Rubinstein? Wasn't he the fool who told Tchaikovsky that his first piano concerto was “worthless … unplayable … hackneyed … clumsy … awkward … trite … vulgar”?
Well, no, he wasn't actually. It was Nikolai
Rubinstein who had that dubious distinction, thereby making himself forever the butt of innumerable CD booklet writers' gleeful schadenfreude
. The Rubinstein under consideration here, Anton, elder brother to Nikolai, is in consequence the lesser remembered of the siblings.
During his lifetime Anton Rubinstein’s music was criticised for being too heavily influenced by western European models, in contrast to that of the increasingly influential members of the “Mighty Handful” with their emphasis on unearthing native musical sources and developing a more “nationalist” and attractively exotic style. Today his compositions are virtually never heard in concert halls outside Russia and, while recording companies have occasionally attempted to market the odd symphony or two (see here
for a couple of examples), the listening public has, in truth, remained pretty indifferent.
Is this release of two of the composer’s “musical pictures”, Don Quixote
and Ivan IV
, the latter a depiction of the monarch more familiar in popular culture as Ivan the Terrible, likely to spark new interest?
After a forthrightly dramatic and rather dark-hued opening, Don Quixote
quickly reveals itself as an essentially episodic piece. While there are several individually quite attractive episodes, at least to my ears they fail to gel effectively into a coherent whole. Other listeners unfamiliar with the music may also find that rather alienating, even though the unattributed booklet notes attempt a positive spin by claiming that an effectively “comic mood is achieved by a subtle comparison of the diverse thematic materials as they follow each other or as they are heard in combination.” That’s one comparison that’s a little too subtle for me, I'm afraid! I side rather with Tchaikovsky who, while finding Don Quixote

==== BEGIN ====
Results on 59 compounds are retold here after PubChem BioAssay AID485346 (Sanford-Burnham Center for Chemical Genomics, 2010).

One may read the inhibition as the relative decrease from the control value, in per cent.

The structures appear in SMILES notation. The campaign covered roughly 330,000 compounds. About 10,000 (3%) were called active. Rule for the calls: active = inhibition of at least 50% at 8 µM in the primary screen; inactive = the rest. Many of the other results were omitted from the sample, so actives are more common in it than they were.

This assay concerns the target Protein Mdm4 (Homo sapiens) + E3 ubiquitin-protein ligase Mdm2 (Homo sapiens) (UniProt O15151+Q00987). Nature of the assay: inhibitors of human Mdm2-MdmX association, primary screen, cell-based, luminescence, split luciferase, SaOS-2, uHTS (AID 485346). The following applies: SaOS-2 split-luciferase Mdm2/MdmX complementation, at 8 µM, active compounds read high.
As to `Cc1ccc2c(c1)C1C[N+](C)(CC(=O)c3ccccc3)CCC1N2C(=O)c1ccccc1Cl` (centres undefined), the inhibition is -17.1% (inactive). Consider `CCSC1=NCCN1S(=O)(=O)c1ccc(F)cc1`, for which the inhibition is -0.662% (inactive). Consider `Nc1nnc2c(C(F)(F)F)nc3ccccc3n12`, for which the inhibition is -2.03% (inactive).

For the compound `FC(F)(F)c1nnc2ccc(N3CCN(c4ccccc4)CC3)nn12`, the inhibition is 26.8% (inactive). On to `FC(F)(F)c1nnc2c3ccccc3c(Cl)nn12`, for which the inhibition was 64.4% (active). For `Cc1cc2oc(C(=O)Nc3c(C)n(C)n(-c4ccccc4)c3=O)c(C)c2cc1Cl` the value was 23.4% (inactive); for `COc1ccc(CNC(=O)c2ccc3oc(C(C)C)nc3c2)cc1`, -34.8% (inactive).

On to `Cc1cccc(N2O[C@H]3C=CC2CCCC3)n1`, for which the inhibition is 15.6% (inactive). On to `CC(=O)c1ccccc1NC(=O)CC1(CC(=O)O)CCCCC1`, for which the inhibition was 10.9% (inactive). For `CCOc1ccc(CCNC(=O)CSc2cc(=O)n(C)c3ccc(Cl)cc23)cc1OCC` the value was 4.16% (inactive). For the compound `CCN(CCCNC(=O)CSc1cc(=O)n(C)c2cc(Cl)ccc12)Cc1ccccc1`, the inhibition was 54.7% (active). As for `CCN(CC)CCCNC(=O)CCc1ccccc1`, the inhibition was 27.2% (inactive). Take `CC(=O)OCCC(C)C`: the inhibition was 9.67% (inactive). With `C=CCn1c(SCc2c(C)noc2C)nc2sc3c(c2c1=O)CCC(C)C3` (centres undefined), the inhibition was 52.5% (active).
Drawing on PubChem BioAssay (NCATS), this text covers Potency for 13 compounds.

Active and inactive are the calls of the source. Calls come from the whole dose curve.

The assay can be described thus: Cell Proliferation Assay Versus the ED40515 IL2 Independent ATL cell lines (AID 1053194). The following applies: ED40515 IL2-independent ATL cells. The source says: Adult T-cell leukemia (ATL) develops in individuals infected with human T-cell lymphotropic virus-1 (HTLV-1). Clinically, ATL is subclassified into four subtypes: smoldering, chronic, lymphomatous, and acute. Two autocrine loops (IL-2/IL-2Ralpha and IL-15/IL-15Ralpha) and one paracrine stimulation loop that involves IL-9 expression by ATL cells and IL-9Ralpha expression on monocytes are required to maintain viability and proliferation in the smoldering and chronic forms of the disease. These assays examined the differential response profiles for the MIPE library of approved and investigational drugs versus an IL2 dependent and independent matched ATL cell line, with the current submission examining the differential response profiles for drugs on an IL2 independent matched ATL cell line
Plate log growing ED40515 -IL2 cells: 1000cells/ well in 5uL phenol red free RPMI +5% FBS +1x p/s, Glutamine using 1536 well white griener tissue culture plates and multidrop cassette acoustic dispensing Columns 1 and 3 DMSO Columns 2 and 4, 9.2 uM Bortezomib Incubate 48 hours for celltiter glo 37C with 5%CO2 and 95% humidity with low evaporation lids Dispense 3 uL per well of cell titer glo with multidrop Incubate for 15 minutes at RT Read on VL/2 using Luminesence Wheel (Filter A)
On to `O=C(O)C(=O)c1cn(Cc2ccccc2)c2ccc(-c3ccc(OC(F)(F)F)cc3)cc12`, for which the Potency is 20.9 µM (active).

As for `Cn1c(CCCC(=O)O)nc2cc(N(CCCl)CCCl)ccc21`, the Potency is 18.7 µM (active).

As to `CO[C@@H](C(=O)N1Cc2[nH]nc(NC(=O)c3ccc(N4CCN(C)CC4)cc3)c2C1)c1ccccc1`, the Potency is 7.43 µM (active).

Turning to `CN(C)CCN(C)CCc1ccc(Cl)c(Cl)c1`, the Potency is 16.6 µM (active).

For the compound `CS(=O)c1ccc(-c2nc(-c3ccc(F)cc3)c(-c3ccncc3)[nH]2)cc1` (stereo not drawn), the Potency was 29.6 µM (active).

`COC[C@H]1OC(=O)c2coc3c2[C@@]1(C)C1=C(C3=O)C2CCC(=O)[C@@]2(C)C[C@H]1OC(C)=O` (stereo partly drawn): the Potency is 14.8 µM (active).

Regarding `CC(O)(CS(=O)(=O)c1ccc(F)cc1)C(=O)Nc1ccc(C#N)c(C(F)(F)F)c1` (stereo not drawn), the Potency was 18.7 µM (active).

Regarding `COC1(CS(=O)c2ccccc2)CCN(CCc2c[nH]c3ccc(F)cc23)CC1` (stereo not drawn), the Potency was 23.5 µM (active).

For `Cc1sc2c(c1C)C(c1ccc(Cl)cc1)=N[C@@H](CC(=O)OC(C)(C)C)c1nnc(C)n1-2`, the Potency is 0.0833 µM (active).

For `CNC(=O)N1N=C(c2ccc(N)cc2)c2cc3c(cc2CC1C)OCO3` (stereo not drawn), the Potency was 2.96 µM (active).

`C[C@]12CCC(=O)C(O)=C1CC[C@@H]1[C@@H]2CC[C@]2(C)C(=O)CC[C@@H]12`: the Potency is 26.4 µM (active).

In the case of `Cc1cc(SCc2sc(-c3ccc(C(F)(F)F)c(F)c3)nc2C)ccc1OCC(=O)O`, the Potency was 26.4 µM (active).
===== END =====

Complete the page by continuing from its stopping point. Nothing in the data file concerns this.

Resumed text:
“very interesting and well done”, considered that, on balance, “its episodic nature is somewhat reminiscent of ballet pantomime music.”
The slightly earlier Ivan IV
doesn't attempt to tell the story of the notorious tsar and his reign so much as to depict his personality: Ivan, in this musical portrayal, is a somewhat more complex character than the simple suffix “the Terrible” might suggest. Unconstrained by the need to depict individual “events”, Rubinstein’s conception and execution is here far less episodic than in Don Quixote
, so that the piece is far easier to appreciate on first hearing. Borodin, for one, was impressed, even if he felt obliged to add a rather mischievous sting in the tail: “to my surprise, the music is good; you simply can't recognise it as Rubinstein.”
Given that we are unlikely to see much competition in this repertoire, it is good to find that the performances are accomplished ones. The State Symphony Orchestra of Russia – as Svetlanov’s old USSR State Symphony Orchestra had been renamed after the fall of communism - plays idiomatically and, when offered the opportunity in Ivan IV
, with appropriately “Russian” verve. They make, too, the best possible case for the more problematic and ultimately less memorable Don Quixote
. Conductor Igor Golovchin - a stalwart of the Naxos catalogue with recordings of Balakirev, Rimsky-Korsakov, Tchaikovsky, Glazunov, Scriabin, Medtner and Kabalevsky to his (transliterated slightly differently) name - knows exactly how this music needs to be presented to best effect. So too does the engineering team responsible for a recording that, with warmly attractive sound, betrays little sign of having been made almost twenty years ago.
This is an interesting disc, but one likely to appeal most to listeners with a special interest in 19th century musical byways. I am not sure that I will be revisiting it soon - though I might have been more inclined to do so had another track or two been included to bulk out the disc’s current rather paltry offering of only a little over fifty minutes.